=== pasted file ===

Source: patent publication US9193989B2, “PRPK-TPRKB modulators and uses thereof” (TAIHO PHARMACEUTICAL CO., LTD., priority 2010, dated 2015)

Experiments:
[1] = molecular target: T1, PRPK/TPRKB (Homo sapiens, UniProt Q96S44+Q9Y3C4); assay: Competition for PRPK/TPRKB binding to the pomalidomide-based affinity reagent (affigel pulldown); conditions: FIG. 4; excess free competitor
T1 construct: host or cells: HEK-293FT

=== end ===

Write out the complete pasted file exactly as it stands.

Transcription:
Source: patent publication US9193989B2, “PRPK-TPRKB modulators and uses thereof” (TAIHO PHARMACEUTICAL CO., LTD., priority 2010, dated 2015)

Experiments:
[1] = molecular target: T1, PRPK/TPRKB (Homo sapiens, UniProt Q96S44+Q9Y3C4); assay: Competition for PRPK/TPRKB binding to the pomalidomide-based affinity reagent (affigel pulldown); conditions: FIG. 4; excess free competitor
T1 construct: host or cells: HEK-293FT